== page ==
The Additional Economic Burden of Frailty in Adult Cervical Deformity Patients Undergoing Surgical Intervention

The International Spine Study Group

Research output: Contribution to journalArticlepeer-review

5 Scopus citations


Summary of Background Data. The influence of frailty on economic burden following corrective surgery for the adult cervical deformity (CD) is understudied and may provide valuable insights for preoperative planning. Objective. To assess the influence of baseline frailty status on the economic burden of CD surgery Study Design. Retrospective cohort. Materials and Methods. CD patients with frailty scores and baseline and two-year Neck Disability Index data were included. Frailty score was categorized patients by modified CD frailty index into not frail (NF) and frail (F). Analysis of covariance was used to estimate marginal means adjusting for age, sex, surgical approach, and baseline sacral slope, T1 slope minus cervical lordosis, C2-C7 angle, C2-C7 sagittal vertical axis. Costs were derived from PearlDiver registry data. Reimbursement consisted of a standardized estimate using regression analysis of Medicare payscales for services within a 30-day window including length of stay and death. This data is representative of the national average Medicare cost differentiated by complication/comorbidity outcome, surgical approach, and revision status. Cost per quality-adjusted life-year (QALY) at two years was calculated for NF and F patients. Results. There were 126 patients included. There were 68 NF patients and 58 classified as F. Frailty groups did not differ by overall complications, instance of distal junctional kyphosis, or reoperations (all P>0.05). These groups had similar rates of radiographic and clinical improvement by two years. NF and F had similar overall cost ($36,731.03 vs. $37,356.75, P=0.793), resulting in equivocal costs per QALYs for both patients at two years ($90,113.79 vs. $80,866.66, P=0.097). Conclusion. F and NF patients experienced similar complication rates and upfront costs, with equivocal utility gained, leading to comparative cost-effectiveness with NF patients based on cost per QALYs at two years. Surgical correction for CD is an economical healthcare investment for F patients when accounting for anticipated utility gained and cost-effectiveness following the procedure. Level of Evidence. III.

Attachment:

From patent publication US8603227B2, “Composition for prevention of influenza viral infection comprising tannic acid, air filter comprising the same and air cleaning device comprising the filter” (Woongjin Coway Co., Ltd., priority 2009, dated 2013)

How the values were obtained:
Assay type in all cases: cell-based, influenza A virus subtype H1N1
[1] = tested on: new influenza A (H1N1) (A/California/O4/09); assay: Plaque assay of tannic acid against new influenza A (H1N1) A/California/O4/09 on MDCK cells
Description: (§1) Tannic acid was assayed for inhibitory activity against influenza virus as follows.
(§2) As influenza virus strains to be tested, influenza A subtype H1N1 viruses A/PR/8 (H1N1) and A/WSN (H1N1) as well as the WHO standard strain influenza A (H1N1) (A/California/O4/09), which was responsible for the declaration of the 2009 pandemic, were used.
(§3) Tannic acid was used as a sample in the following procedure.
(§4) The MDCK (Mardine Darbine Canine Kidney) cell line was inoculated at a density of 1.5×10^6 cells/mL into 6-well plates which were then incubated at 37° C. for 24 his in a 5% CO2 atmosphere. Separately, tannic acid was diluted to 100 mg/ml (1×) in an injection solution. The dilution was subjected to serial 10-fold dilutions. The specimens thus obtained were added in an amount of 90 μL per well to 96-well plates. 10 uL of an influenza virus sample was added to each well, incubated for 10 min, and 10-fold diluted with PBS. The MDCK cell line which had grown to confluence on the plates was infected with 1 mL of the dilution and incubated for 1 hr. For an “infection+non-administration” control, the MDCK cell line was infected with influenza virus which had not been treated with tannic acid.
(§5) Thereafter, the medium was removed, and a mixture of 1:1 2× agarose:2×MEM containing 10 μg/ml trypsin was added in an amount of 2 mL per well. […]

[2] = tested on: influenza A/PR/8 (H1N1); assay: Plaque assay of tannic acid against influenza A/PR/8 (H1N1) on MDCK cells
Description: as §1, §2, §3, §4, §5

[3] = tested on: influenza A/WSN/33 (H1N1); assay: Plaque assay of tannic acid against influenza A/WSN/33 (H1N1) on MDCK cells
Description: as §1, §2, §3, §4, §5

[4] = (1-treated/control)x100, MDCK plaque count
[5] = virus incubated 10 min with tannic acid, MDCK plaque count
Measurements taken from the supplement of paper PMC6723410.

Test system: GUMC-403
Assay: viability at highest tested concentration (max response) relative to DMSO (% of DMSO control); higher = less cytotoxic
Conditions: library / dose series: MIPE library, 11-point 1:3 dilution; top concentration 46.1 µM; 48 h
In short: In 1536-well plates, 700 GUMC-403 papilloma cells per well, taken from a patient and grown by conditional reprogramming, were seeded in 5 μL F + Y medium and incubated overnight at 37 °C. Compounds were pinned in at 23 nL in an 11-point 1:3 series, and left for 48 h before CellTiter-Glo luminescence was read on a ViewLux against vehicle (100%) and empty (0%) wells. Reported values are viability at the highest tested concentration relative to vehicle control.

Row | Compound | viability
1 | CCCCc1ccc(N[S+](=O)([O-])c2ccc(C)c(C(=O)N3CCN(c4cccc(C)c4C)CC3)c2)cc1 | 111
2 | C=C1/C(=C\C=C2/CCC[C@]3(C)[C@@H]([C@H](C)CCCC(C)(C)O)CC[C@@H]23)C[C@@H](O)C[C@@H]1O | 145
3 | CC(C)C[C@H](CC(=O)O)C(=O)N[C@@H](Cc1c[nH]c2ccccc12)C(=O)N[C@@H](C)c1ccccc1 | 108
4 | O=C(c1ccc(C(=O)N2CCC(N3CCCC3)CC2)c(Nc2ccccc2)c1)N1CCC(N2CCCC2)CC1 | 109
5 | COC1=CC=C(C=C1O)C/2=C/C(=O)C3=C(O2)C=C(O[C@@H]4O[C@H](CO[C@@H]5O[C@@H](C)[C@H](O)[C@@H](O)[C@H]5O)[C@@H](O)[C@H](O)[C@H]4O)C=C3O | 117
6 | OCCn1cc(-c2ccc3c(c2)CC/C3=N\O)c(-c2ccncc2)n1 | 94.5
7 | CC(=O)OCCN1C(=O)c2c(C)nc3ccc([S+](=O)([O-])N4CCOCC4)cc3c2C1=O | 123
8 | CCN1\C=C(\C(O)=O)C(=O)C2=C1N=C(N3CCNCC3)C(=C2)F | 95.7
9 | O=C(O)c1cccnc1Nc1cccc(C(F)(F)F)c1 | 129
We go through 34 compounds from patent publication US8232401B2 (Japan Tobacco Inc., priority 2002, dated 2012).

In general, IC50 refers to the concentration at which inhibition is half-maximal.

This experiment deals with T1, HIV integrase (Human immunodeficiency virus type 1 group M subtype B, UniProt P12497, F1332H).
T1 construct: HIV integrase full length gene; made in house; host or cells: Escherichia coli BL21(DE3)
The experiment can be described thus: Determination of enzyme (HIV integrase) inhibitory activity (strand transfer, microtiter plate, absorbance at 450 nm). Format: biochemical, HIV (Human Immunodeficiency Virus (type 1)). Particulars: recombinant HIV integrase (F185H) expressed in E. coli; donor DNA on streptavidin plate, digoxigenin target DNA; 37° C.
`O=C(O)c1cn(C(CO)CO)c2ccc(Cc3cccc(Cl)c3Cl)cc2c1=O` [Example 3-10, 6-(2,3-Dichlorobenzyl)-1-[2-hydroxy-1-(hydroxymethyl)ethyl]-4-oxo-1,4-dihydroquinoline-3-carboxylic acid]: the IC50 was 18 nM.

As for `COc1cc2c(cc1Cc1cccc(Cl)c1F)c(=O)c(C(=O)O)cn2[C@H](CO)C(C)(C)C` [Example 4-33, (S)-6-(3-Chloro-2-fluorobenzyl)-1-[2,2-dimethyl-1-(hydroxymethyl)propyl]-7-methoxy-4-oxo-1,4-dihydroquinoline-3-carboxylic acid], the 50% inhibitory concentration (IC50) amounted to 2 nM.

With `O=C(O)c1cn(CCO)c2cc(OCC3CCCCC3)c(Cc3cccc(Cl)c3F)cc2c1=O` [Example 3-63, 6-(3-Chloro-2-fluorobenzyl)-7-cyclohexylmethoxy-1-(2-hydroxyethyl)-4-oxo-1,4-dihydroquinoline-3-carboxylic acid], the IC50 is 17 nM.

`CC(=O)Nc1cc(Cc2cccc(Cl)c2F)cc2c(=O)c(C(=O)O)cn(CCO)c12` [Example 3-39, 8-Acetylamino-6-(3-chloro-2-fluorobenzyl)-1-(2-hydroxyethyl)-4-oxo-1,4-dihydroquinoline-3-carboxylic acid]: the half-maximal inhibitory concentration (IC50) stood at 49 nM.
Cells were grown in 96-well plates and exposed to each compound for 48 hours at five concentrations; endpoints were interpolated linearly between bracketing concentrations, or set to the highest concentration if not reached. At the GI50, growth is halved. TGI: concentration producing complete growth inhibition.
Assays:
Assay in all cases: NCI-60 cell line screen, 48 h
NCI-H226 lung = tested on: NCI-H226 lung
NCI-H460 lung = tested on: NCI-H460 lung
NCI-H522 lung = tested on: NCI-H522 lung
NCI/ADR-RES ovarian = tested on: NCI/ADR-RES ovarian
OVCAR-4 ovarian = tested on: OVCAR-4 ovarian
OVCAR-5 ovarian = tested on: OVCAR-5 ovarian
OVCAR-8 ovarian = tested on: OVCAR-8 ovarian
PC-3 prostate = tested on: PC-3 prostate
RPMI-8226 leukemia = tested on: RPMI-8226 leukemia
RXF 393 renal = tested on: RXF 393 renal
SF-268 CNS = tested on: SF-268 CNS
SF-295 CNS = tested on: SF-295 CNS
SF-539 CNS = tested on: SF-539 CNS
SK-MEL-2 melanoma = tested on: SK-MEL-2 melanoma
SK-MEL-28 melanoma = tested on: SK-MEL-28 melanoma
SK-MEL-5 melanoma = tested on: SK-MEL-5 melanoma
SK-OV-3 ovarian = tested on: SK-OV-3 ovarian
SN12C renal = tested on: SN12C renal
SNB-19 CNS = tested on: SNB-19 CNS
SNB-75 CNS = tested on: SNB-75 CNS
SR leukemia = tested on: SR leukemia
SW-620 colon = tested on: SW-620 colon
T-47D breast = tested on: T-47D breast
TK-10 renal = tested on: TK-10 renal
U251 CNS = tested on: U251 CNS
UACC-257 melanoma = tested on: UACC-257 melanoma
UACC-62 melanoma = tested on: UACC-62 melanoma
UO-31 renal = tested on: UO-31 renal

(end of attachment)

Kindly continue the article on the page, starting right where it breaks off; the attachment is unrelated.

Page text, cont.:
Original languageEnglish
Pages (from-to)1418-1425
Number of pages8
Issue number20
StatePublished - Oct 15 2022


  • QALY
  • cervical deformity
  • clinical outcomes
  • cost-effectiveness
  • frailty
  • spine


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